New Directions in African Diaspora Archaeology

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  • Documents (9)

  • "Africa" in Connecticut (2015)
    DOCUMENT Citation Only Sarah Croucher.

    In this paper I discuss how archaeological interpretations of nineteenth century free black communities can be strengthened when Africa as a discursive concept is included alongside our analyses of race. In the southern U.S. historical archaeologists have long been attuned to the tangible material presence of enslaved Africans and their descendants. I address the question of "Africa" in relation to nineteenth century free communities of color in Connecticut, arguing that the discursive nature of...

  • The African Diaspora in West Africa: The Atlantic Slave Trade and Colonial Eras on the Gambia River (2015)
    DOCUMENT Citation Only Liza Gijanto.

    The Gambia River was an active site of the Atlantic slave trade and British efforts to legitimize trade in the 19th century.  African peoples were brought from the Gold Coast and Sierra Leone as part of different commercial and colonial ventures while others were sent to the Americas as enslaved. Geographically part of the African Diaspora as both a site of departure and settlement, this paper explores African populations resettled along the river as slaves and liberated Africans in the 18th and...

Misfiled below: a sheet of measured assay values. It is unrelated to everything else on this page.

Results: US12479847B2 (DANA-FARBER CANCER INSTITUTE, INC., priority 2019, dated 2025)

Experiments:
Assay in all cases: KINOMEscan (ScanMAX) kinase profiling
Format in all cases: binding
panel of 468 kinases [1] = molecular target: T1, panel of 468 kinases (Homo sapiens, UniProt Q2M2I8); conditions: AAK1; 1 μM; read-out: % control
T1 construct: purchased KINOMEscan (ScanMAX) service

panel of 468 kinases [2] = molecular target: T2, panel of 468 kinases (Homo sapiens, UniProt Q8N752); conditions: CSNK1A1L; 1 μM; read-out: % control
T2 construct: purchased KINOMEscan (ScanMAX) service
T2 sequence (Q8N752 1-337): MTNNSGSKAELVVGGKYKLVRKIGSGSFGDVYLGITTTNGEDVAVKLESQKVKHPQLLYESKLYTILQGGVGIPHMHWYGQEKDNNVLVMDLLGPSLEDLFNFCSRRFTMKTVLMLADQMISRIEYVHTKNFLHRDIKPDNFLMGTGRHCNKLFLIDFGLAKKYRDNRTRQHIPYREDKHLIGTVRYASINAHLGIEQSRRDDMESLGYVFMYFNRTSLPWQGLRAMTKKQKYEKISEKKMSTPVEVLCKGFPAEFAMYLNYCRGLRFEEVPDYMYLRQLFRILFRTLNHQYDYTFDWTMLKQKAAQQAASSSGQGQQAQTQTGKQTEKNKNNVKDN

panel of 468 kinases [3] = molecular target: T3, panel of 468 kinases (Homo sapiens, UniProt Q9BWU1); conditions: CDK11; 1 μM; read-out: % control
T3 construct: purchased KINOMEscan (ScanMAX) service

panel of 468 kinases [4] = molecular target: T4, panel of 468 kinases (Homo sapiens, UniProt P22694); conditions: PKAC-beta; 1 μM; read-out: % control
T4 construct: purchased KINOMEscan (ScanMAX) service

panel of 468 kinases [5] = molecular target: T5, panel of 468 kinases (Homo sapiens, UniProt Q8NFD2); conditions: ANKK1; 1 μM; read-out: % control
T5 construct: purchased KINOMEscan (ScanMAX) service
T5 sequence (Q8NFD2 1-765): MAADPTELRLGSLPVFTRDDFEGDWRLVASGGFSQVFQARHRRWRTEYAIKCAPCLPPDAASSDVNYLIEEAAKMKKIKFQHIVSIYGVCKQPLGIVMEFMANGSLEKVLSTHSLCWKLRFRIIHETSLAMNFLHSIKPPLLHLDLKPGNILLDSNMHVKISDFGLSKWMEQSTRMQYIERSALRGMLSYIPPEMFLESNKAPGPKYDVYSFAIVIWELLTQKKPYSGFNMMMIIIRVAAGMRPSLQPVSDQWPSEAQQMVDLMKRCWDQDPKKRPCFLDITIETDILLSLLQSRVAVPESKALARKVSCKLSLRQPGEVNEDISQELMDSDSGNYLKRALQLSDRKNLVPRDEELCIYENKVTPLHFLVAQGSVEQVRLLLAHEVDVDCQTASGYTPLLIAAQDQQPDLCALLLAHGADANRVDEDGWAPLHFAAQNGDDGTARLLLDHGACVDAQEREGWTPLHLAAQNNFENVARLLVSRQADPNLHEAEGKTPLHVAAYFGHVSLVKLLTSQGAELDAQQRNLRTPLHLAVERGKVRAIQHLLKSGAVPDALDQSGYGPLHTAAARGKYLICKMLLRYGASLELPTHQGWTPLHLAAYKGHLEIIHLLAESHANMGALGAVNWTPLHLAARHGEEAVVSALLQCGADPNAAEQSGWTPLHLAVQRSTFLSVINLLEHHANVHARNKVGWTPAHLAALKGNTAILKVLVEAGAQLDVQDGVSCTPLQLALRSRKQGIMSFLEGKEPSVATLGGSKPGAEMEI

• Archaeology and the Changing Landscape of Community in a Colonial Capital; The Banjul Heritage Project (2015)
    DOCUMENT Citation Only Sarah Platt. Liza Gijanto.

    Banjul was founded in 1816 as part of the British efforts to block the slave trade on the Gambia River.  A planned urban center, the city developed around a series of neighborhoods designated as colonial, merchant, and African laborer spaces.  Amongst the most prominent settlers were the Aku from Sierra Leone and French traders from Goree who were instrumental in the growth of the colonial economy.  In preparation for the 200th anniversary of the city in 2016, the Banjul Heritage Project seeks...

  • Bead trade in the latter Atlantic world: A case study of 19th century sites in The Gambia, West Africa (2015)
    DOCUMENT Citation Only Elizabeth A. McCague. Liza Gijanto.

    The Gambia River was a frontline of Atlantic trade among European merchants in the Atlantic world, particularly in regards to the exchange of glass beads established to promote commercial interactions with the local population. Though the 19th century marks the decline of the era on the Gambia River, the trends seen in the bead trade highlight the lasting implications of colonial involvements. This paper will address bead assemblages from Juffure, Berefet, and the colonial capital of Banjul...

  • Degrees of Freedom: Emancipated and Self-Emancipated People in Indiana and Kenya in the 19th Century (2015)
    DOCUMENT Citation Only Lydia Wilson Marshall.